The health of the nation's pension plans is rebounding, and attention now should turn to expanding retirement coverage for workers, Martin Slate, the executive director of the Pension Benefit Guaranty Corp., said here yesterday.
The PBGC is a federal agency that insures private pension plans, similar to the way the Federal Deposit Insurance Corp. backs savings in financial institutions. It works to ensure that pension plans that promise a set monthly benefit have enough assets to pay retirees.
In an interview prior to a speech at the Southeast Employee Benefits Conference at the Marriott Inner Harbor hotel, Slate said that in 1993 single-employer pension plans were underfunded by $71 billion. But in 1994, the last year for which statistics are available, that amount had dropped to a five-year low of $31 billion.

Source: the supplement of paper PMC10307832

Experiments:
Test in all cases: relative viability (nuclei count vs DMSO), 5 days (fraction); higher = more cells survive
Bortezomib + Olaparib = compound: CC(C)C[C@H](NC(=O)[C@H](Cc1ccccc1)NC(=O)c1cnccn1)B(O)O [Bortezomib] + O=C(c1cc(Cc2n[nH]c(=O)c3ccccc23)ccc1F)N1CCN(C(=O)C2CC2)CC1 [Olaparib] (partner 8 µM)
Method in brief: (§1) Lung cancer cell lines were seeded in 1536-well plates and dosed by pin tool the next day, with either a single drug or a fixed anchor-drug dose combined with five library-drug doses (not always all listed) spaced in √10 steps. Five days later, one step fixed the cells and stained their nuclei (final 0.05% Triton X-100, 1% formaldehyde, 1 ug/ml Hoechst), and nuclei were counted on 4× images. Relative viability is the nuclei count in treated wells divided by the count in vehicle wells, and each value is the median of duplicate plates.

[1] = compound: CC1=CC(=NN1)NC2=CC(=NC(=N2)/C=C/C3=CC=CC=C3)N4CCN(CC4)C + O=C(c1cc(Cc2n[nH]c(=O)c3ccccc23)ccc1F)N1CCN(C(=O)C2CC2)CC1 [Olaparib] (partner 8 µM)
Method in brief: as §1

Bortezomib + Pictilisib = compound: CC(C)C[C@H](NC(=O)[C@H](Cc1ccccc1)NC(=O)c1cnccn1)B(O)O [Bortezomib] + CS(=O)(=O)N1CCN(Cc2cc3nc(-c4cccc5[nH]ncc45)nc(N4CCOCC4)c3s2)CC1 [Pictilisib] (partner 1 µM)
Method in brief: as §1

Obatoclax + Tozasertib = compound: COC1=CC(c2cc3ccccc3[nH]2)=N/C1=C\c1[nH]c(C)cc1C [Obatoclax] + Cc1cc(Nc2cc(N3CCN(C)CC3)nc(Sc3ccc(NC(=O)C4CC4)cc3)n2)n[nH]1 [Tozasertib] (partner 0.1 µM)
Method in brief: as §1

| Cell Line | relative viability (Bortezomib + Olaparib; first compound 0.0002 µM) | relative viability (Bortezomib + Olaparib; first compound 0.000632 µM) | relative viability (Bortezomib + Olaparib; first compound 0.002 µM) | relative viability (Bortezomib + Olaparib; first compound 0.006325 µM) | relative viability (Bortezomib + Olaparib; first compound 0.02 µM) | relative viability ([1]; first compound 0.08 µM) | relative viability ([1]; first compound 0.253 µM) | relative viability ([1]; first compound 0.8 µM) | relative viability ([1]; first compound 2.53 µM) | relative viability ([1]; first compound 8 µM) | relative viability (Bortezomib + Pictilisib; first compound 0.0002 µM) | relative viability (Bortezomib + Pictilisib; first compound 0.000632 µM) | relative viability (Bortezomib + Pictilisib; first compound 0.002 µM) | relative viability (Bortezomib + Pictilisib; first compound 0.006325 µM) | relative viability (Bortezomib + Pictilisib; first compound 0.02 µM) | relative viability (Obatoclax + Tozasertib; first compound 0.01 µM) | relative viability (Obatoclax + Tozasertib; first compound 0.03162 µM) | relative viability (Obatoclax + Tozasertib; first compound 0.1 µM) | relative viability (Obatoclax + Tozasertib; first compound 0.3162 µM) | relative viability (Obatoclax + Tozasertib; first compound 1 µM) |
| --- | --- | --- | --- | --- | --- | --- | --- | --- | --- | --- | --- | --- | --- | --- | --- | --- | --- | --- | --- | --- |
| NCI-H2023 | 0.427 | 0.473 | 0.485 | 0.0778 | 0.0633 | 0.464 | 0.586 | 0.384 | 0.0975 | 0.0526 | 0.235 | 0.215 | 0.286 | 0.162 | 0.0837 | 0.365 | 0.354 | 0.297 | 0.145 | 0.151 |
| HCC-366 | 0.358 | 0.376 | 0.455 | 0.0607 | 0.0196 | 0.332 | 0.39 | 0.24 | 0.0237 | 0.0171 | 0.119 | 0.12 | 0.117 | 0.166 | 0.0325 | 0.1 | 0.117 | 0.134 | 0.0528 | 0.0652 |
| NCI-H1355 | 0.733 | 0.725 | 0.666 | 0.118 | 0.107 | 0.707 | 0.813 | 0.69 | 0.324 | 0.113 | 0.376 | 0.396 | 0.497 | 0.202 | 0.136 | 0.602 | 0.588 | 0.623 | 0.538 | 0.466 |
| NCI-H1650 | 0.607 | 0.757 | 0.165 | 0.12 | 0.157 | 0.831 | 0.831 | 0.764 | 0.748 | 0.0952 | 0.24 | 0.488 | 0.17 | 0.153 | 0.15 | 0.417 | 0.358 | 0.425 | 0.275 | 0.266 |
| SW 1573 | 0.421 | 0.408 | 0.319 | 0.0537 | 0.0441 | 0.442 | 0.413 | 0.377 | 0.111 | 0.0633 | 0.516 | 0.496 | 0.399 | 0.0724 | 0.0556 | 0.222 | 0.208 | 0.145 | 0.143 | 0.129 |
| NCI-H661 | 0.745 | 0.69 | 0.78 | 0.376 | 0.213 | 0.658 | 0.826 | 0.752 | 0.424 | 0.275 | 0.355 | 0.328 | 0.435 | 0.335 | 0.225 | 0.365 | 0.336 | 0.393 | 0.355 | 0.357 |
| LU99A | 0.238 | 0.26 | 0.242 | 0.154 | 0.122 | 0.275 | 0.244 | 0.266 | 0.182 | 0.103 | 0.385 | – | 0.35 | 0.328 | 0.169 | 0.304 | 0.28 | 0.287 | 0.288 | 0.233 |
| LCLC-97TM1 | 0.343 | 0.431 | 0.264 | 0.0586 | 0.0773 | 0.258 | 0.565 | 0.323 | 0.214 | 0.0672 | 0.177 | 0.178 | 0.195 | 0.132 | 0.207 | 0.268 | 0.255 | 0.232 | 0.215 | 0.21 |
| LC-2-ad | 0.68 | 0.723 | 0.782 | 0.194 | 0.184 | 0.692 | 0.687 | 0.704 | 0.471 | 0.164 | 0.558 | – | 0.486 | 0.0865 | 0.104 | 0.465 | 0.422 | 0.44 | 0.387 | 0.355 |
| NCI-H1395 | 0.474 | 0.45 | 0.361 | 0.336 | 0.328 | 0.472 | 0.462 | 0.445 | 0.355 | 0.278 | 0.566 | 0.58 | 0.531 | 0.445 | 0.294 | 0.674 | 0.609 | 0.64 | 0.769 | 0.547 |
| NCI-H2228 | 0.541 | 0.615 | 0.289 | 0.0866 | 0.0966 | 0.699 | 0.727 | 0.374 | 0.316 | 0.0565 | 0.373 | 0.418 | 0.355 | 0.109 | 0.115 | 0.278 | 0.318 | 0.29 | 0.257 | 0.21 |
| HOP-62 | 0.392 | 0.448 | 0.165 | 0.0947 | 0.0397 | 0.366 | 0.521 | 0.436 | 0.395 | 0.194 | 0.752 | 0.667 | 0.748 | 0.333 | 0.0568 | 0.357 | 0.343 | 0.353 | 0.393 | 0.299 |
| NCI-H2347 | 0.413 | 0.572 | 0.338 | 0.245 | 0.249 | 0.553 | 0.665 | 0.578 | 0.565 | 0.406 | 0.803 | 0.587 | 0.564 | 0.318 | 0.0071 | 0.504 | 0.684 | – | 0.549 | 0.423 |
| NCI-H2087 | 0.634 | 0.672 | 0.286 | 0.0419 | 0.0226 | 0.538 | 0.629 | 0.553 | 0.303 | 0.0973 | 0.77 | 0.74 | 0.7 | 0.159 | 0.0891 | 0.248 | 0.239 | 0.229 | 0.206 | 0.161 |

The vast majority of these retirement plans insured by the PBGC are fully funded, officials said, but about 8 million people are covered by about 10,000 underfunded plans.
In Maryland, Slate said, the amount of underfunding dropped by one-half, from $600 million in 1993 to $300 million in 1994.
Slate said these plans, known as defined-benefit pension plans, were bolstered by both higher interest rates and business contributions above required amounts. Some additional contributions were prompted by reforms requiring companies with underfunded plans to pay a larger share to the insurance system.
President Clinton and congressional Republicans separately are
proposing different pension programs that would cover small business employees.
Both proposals would allow companies and their employees to contribute to a variation of a 401(k) plan that allows workers to build retirement accounts on a tax-deferred basis.
Pub Date: 5/23/96